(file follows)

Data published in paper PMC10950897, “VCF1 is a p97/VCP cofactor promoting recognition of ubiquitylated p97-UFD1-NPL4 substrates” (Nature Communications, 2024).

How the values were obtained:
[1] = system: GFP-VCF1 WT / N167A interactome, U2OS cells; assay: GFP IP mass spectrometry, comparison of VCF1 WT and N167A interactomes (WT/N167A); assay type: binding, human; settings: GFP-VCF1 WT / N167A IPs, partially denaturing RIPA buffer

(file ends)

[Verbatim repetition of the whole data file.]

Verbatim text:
Data published in paper PMC10950897, “VCF1 is a p97/VCP cofactor promoting recognition of ubiquitylated p97-UFD1-NPL4 substrates” (Nature Communications, 2024).

How the values were obtained:
[1] = system: GFP-VCF1 WT / N167A interactome, U2OS cells; assay: GFP IP mass spectrometry, comparison of VCF1 WT and N167A interactomes (WT/N167A); assay type: binding, human; settings: GFP-VCF1 WT / N167A IPs, partially denaturing RIPA buffer